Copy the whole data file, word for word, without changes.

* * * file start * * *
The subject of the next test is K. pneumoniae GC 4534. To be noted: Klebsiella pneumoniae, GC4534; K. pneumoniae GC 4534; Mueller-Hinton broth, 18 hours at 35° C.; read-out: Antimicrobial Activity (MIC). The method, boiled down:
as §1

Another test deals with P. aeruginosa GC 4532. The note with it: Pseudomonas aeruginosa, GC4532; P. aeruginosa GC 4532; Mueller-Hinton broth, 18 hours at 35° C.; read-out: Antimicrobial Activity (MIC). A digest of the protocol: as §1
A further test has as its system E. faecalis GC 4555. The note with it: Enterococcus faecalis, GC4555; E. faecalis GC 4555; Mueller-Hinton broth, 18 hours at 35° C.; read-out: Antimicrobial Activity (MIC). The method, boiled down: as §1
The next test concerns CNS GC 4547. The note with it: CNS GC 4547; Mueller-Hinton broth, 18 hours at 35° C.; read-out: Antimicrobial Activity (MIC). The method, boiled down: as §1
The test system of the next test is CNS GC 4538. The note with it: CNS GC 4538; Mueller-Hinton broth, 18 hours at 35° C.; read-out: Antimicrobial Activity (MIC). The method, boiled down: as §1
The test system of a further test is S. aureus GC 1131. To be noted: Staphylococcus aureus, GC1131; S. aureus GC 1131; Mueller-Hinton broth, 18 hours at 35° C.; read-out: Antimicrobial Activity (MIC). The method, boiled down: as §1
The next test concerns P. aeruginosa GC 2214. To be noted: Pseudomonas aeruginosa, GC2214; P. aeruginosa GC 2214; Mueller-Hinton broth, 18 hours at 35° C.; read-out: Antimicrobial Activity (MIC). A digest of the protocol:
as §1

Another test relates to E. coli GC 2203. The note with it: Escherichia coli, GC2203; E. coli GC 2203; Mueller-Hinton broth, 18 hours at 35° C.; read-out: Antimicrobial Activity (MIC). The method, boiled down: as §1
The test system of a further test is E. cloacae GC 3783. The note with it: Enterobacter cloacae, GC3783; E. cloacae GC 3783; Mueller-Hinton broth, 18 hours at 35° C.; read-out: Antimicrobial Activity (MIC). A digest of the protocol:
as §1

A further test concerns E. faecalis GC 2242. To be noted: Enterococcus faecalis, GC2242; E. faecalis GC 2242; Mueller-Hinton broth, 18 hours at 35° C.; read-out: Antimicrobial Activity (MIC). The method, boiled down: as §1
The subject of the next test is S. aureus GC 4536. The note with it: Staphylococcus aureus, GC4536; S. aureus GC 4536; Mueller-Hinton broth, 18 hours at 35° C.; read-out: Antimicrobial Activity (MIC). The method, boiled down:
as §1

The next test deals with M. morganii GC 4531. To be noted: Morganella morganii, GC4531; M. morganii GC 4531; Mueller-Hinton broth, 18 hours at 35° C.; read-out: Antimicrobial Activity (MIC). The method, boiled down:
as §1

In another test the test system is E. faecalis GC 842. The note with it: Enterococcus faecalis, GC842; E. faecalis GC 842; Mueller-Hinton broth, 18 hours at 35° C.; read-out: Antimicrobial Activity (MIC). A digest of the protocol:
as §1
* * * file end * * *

The subject of the next test is K. pneumoniae GC 4534. To be noted: Klebsiella pneumoniae, GC4534; K. pneumoniae GC 4534; Mueller-Hinton broth, 18 hours at 35° C.; read-out: Antimicrobial Activity (MIC). The method, boiled down:
as §1

Another test deals with P. aeruginosa GC 4532. The note with it: Pseudomonas aeruginosa, GC4532; P. aeruginosa GC 4532; Mueller-Hinton broth, 18 hours at 35° C.; read-out: Antimicrobial Activity (MIC). A digest of the protocol: as §1
A further test has as its system E. faecalis GC 4555. The note with it: Enterococcus faecalis, GC4555; E. faecalis GC 4555; Mueller-Hinton broth, 18 hours at 35° C.; read-out: Antimicrobial Activity (MIC). The method, boiled down: as §1
The next test concerns CNS GC 4547. The note with it: CNS GC 4547; Mueller-Hinton broth, 18 hours at 35° C.; read-out: Antimicrobial Activity (MIC). The method, boiled down: as §1
The test system of the next test is CNS GC 4538. The note with it: CNS GC 4538; Mueller-Hinton broth, 18 hours at 35° C.; read-out: Antimicrobial Activity (MIC). The method, boiled down: as §1
The test system of a further test is S. aureus GC 1131. To be noted: Staphylococcus aureus, GC1131; S. aureus GC 1131; Mueller-Hinton broth, 18 hours at 35° C.; read-out: Antimicrobial Activity (MIC). The method, boiled down: as §1
The next test concerns P. aeruginosa GC 2214. To be noted: Pseudomonas aeruginosa, GC2214; P. aeruginosa GC 2214; Mueller-Hinton broth, 18 hours at 35° C.; read-out: Antimicrobial Activity (MIC). A digest of the protocol:
as §1

Another test relates to E. coli GC 2203. The note with it: Escherichia coli, GC2203; E. coli GC 2203; Mueller-Hinton broth, 18 hours at 35° C.; read-out: Antimicrobial Activity (MIC). The method, boiled down: as §1
The test system of a further test is E. cloacae GC 3783. The note with it: Enterobacter cloacae, GC3783; E. cloacae GC 3783; Mueller-Hinton broth, 18 hours at 35° C.; read-out: Antimicrobial Activity (MIC). A digest of the protocol:
as §1

A further test concerns E. faecalis GC 2242. To be noted: Enterococcus faecalis, GC2242; E. faecalis GC 2242; Mueller-Hinton broth, 18 hours at 35° C.; read-out: Antimicrobial Activity (MIC). The method, boiled down: as §1
The subject of the next test is S. aureus GC 4536. The note with it: Staphylococcus aureus, GC4536; S. aureus GC 4536; Mueller-Hinton broth, 18 hours at 35° C.; read-out: Antimicrobial Activity (MIC). The method, boiled down:
as §1

The next test deals with M. morganii GC 4531. To be noted: Morganella morganii, GC4531; M. morganii GC 4531; Mueller-Hinton broth, 18 hours at 35° C.; read-out: Antimicrobial Activity (MIC). The method, boiled down:
as §1

In another test the test system is E. faecalis GC 842. The note with it: Enterococcus faecalis, GC842; E. faecalis GC 842; Mueller-Hinton broth, 18 hours at 35° C.; read-out: Antimicrobial Activity (MIC). A digest of the protocol:
as §1